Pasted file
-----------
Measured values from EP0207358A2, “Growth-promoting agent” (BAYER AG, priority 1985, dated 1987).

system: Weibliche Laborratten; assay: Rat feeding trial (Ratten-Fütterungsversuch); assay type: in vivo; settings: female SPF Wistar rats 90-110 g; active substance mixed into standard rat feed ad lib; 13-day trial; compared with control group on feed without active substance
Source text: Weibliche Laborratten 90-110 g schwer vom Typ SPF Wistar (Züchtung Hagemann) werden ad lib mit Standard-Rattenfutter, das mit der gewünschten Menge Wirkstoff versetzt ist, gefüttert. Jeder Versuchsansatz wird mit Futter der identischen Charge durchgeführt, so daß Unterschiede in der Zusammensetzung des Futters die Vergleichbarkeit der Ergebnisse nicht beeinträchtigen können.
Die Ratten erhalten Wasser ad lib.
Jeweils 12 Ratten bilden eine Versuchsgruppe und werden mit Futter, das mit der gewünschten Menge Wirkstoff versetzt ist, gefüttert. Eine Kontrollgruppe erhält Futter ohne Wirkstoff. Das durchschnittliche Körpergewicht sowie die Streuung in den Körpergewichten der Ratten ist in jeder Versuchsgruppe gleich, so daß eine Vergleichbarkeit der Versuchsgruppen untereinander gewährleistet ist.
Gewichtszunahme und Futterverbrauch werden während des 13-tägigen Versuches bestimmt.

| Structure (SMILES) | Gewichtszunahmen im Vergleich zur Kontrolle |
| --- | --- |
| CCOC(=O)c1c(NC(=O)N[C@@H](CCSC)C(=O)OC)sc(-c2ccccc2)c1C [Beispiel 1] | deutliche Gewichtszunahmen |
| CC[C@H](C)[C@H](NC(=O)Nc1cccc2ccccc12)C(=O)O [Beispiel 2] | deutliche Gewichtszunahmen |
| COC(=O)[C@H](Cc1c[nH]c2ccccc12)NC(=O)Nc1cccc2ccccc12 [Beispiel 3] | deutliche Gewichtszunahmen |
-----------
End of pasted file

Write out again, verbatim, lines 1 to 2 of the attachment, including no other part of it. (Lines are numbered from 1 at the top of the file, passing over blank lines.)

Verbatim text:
Measured values from EP0207358A2, “Growth-promoting agent” (BAYER AG, priority 1985, dated 1987).

system: Weibliche Laborratten; assay: Rat feeding trial (Ratten-Fütterungsversuch); assay type: in vivo; settings: female SPF Wistar rats 90-110 g; active substance mixed into standard rat feed ad lib; 13-day trial; compared with control group on feed without active substance